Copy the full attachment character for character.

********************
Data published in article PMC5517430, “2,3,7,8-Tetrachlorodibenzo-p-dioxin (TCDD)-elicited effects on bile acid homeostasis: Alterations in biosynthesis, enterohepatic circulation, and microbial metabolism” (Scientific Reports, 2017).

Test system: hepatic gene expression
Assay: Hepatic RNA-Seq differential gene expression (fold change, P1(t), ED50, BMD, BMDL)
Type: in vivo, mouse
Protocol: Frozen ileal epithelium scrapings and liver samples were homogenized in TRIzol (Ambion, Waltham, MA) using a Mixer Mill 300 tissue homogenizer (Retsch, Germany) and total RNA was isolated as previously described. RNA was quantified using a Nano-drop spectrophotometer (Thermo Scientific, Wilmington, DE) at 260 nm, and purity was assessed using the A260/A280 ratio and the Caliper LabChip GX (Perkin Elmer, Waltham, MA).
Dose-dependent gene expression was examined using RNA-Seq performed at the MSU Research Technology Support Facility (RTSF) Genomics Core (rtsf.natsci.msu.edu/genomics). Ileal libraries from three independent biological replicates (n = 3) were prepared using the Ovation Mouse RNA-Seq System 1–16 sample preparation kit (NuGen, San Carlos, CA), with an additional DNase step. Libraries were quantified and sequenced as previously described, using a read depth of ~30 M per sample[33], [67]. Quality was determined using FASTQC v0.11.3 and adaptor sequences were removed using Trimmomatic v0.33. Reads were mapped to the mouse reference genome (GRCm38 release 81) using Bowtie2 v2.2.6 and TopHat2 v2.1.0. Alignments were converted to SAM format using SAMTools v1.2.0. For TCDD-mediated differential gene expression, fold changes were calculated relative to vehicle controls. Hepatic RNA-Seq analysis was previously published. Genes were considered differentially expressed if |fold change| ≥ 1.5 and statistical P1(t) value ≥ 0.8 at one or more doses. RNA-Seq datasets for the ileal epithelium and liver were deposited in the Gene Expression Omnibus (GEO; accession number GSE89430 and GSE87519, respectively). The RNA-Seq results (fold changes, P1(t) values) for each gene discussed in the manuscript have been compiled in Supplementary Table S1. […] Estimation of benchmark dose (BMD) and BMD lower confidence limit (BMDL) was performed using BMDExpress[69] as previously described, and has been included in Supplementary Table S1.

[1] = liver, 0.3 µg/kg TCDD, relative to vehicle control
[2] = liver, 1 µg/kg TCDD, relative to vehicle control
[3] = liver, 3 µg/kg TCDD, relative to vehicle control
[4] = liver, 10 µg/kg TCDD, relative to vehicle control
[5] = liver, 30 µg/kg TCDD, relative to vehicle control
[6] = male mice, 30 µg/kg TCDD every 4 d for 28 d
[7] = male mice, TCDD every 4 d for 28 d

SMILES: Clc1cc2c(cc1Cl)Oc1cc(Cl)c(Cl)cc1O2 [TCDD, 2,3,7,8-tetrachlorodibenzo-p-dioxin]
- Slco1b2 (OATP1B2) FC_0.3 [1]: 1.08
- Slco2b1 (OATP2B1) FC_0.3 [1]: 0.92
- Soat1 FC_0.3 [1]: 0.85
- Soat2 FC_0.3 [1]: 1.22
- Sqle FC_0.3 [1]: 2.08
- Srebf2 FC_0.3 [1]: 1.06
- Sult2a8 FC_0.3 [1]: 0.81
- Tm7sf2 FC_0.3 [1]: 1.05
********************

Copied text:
Data published in article PMC5517430, “2,3,7,8-Tetrachlorodibenzo-p-dioxin (TCDD)-elicited effects on bile acid homeostasis: Alterations in biosynthesis, enterohepatic circulation, and microbial metabolism” (Scientific Reports, 2017).

Test system: hepatic gene expression
Assay: Hepatic RNA-Seq differential gene expression (fold change, P1(t), ED50, BMD, BMDL)
Type: in vivo, mouse
Protocol: Frozen ileal epithelium scrapings and liver samples were homogenized in TRIzol (Ambion, Waltham, MA) using a Mixer Mill 300 tissue homogenizer (Retsch, Germany) and total RNA was isolated as previously described. RNA was quantified using a Nano-drop spectrophotometer (Thermo Scientific, Wilmington, DE) at 260 nm, and purity was assessed using the A260/A280 ratio and the Caliper LabChip GX (Perkin Elmer, Waltham, MA).
Dose-dependent gene expression was examined using RNA-Seq performed at the MSU Research Technology Support Facility (RTSF) Genomics Core (rtsf.natsci.msu.edu/genomics). Ileal libraries from three independent biological replicates (n = 3) were prepared using the Ovation Mouse RNA-Seq System 1–16 sample preparation kit (NuGen, San Carlos, CA), with an additional DNase step. Libraries were quantified and sequenced as previously described, using a read depth of ~30 M per sample[33], [67]. Quality was determined using FASTQC v0.11.3 and adaptor sequences were removed using Trimmomatic v0.33. Reads were mapped to the mouse reference genome (GRCm38 release 81) using Bowtie2 v2.2.6 and TopHat2 v2.1.0. Alignments were converted to SAM format using SAMTools v1.2.0. For TCDD-mediated differential gene expression, fold changes were calculated relative to vehicle controls. Hepatic RNA-Seq analysis was previously published. Genes were considered differentially expressed if |fold change| ≥ 1.5 and statistical P1(t) value ≥ 0.8 at one or more doses. RNA-Seq datasets for the ileal epithelium and liver were deposited in the Gene Expression Omnibus (GEO; accession number GSE89430 and GSE87519, respectively). The RNA-Seq results (fold changes, P1(t) values) for each gene discussed in the manuscript have been compiled in Supplementary Table S1. […] Estimation of benchmark dose (BMD) and BMD lower confidence limit (BMDL) was performed using BMDExpress[69] as previously described, and has been included in Supplementary Table S1.

[1] = liver, 0.3 µg/kg TCDD, relative to vehicle control
[2] = liver, 1 µg/kg TCDD, relative to vehicle control
[3] = liver, 3 µg/kg TCDD, relative to vehicle control
[4] = liver, 10 µg/kg TCDD, relative to vehicle control
[5] = liver, 30 µg/kg TCDD, relative to vehicle control
[6] = male mice, 30 µg/kg TCDD every 4 d for 28 d
[7] = male mice, TCDD every 4 d for 28 d

SMILES: Clc1cc2c(cc1Cl)Oc1cc(Cl)c(Cl)cc1O2 [TCDD, 2,3,7,8-tetrachlorodibenzo-p-dioxin]
- Slco1b2 (OATP1B2) FC_0.3 [1]: 1.08
- Slco2b1 (OATP2B1) FC_0.3 [1]: 0.92
- Soat1 FC_0.3 [1]: 0.85
- Soat2 FC_0.3 [1]: 1.22
- Sqle FC_0.3 [1]: 2.08
- Srebf2 FC_0.3 [1]: 1.06
- Sult2a8 FC_0.3 [1]: 0.81
- Tm7sf2 FC_0.3 [1]: 1.05